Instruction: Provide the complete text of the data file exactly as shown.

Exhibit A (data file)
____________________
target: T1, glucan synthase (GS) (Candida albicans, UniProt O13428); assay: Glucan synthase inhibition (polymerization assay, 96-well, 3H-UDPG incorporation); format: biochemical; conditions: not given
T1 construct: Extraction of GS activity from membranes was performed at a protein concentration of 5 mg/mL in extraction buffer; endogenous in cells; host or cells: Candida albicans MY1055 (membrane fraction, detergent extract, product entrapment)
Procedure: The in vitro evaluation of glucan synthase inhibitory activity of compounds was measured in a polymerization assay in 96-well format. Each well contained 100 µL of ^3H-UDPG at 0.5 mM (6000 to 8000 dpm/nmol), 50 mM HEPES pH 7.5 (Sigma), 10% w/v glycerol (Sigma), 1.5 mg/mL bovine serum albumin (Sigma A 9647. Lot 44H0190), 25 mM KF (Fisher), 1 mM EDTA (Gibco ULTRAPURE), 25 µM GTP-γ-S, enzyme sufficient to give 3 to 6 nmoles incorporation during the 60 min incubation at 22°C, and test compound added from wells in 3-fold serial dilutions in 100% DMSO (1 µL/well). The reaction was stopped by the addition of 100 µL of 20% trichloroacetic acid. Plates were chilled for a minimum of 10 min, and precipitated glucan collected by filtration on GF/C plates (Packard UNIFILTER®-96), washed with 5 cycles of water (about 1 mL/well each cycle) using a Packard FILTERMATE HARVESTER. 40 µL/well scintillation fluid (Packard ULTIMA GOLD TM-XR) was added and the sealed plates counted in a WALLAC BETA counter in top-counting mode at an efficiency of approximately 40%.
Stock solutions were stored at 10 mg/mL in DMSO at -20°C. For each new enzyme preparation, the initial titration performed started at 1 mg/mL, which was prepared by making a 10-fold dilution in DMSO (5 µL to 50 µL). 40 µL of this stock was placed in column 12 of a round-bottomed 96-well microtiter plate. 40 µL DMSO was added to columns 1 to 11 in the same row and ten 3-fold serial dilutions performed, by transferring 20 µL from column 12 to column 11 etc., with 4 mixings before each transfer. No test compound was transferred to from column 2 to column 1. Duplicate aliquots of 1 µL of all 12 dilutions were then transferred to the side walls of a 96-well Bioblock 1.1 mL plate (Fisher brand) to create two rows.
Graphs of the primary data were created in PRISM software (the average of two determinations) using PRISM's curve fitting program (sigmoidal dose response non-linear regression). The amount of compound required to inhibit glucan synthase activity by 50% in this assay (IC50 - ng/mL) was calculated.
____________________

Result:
target: T1, glucan synthase (GS) (Candida albicans, UniProt O13428); assay: Glucan synthase inhibition (polymerization assay, 96-well, 3H-UDPG incorporation); format: biochemical; conditions: not given
T1 construct: Extraction of GS activity from membranes was performed at a protein concentration of 5 mg/mL in extraction buffer; endogenous in cells; host or cells: Candida albicans MY1055 (membrane fraction, detergent extract, product entrapment)
Procedure: The in vitro evaluation of glucan synthase inhibitory activity of compounds was measured in a polymerization assay in 96-well format. Each well contained 100 µL of ^3H-UDPG at 0.5 mM (6000 to 8000 dpm/nmol), 50 mM HEPES pH 7.5 (Sigma), 10% w/v glycerol (Sigma), 1.5 mg/mL bovine serum albumin (Sigma A 9647. Lot 44H0190), 25 mM KF (Fisher), 1 mM EDTA (Gibco ULTRAPURE), 25 µM GTP-γ-S, enzyme sufficient to give 3 to 6 nmoles incorporation during the 60 min incubation at 22°C, and test compound added from wells in 3-fold serial dilutions in 100% DMSO (1 µL/well). The reaction was stopped by the addition of 100 µL of 20% trichloroacetic acid. Plates were chilled for a minimum of 10 min, and precipitated glucan collected by filtration on GF/C plates (Packard UNIFILTER®-96), washed with 5 cycles of water (about 1 mL/well each cycle) using a Packard FILTERMATE HARVESTER. 40 µL/well scintillation fluid (Packard ULTIMA GOLD TM-XR) was added and the sealed plates counted in a WALLAC BETA counter in top-counting mode at an efficiency of approximately 40%.
Stock solutions were stored at 10 mg/mL in DMSO at -20°C. For each new enzyme preparation, the initial titration performed started at 1 mg/mL, which was prepared by making a 10-fold dilution in DMSO (5 µL to 50 µL). 40 µL of this stock was placed in column 12 of a round-bottomed 96-well microtiter plate. 40 µL DMSO was added to columns 1 to 11 in the same row and ten 3-fold serial dilutions performed, by transferring 20 µL from column 12 to column 11 etc., with 4 mixings before each transfer. No test compound was transferred to from column 2 to column 1. Duplicate aliquots of 1 µL of all 12 dilutions were then transferred to the side walls of a 96-well Bioblock 1.1 mL plate (Fisher brand) to create two rows.
Graphs of the primary data were created in PRISM software (the average of two determinations) using PRISM's curve fitting program (sigmoidal dose response non-linear regression). The amount of compound required to inhibit glucan synthase activity by 50% in this assay (IC50 - ng/mL) was calculated.